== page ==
Mark Cuban Says NBA Should Admit Every Missed Call by Officials

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Mark Cuban Says NBA Should Admit Every Missed Call by Officials
Stewart F. House/Getty Images

Mark Cuban loves himself some honesty.

In less than two weeks, the NBA has announced that officials missed two pivotal late-game calls—both of which worked in the Dallas Mavericks' favor.

First, there was Shawn Marion's obvious foul on Kevin Love in the waning seconds of Dallas' 100-98 victory over the Minnesota Timberwolves. Per the Associated Press' Jon Krawczynski (via Yahoo! Sports), the league announced a whistle should have been blown.

Soon after, Monta Ellis blatantly hacked New Orleans Pelicans sophomore Austin Rivers as he attempted a potential game-tying three. Upon review, the NBA announced Rivers should have been awarded three free throws:

"I love the transparency," Cuban said of the league's decision to admit when there's been a mistake, via The Dallas Morning News' Brad Townsend. "Now, if I can just get them to do the same level of transparency for the other 47 minutes, 55 seconds, we’ll really be making progress."

Are we reading this correctly? Does this, in fact, mean Cuban thinks the Association should publicly cop to each no-call or wrong call?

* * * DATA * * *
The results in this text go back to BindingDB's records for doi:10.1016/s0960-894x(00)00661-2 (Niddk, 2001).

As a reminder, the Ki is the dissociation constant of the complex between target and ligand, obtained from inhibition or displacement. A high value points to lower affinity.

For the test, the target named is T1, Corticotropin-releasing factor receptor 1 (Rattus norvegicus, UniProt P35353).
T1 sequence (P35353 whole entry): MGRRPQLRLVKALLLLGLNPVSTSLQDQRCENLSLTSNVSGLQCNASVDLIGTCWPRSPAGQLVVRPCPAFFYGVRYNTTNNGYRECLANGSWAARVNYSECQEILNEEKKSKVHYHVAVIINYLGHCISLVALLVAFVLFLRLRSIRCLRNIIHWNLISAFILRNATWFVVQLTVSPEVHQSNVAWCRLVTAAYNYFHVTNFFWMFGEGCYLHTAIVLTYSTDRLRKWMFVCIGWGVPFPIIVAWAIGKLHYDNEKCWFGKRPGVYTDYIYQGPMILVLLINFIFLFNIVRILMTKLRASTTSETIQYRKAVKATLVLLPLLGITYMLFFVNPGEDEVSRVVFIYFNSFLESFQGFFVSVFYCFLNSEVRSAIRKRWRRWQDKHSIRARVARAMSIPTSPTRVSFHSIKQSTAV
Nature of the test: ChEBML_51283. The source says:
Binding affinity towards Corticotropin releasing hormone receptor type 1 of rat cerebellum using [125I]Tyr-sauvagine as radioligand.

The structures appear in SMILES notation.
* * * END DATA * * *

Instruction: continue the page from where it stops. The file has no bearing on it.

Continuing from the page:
That's exactly what it means. But is it realistic?

"Yeah it is," Cuban explained, via Townsend. "Because if you’re evaluating and you’re being held accountable and you’re proud of the work you do, why wouldn’t you?"

This is what it feels like when many of us actually agree with Cuban, if only because of the timing.

It was Cuban's Mavs who benefited from two missed calls, allowing them to pull out victories. Cuban could have looked the other way or waited to comment on league practice until Dallas fell victim to late-game follies, but he didn't. We can respect that.

What he's suggesting, though, while sensible, is tedious work. Combing through game footage for evidence of every single blunder feels excessive. But for Cuban, it's quite tame, so we'll allow it.

Not to mention, he came up with his own way of making said task easier.

"All you’ve got to do is do a tweet search for NBA refs during any multi-game night," he said, per Townsend. "And it’s an interesting source of knowledge. I think the more transparency we have, the stronger the connection we make with our fans."

Should the NBA track down and publicly admit to every missed or wrong in-game call?

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Even with his suggestion, this remains a tall order that requires plenty of manpower and profound devotion to perfection. The NBA isn't there yet. And why should it be? What's to be gained from admitting every misstep?

Nothing can be done about it. Hindsight won't turn back time. Piece of mind isn't even found now, when we're dealing with game-altering mishaps.

"It's like moral victories,'' Love said of finding out he should have taken two free throws, via Krawczynski . ''You don't really count those. It's just something that we'll just get past.''

Cuban's latest "fix" is something he must get past, too. And he will.

Two victories that could've been losses can have that affect.

 

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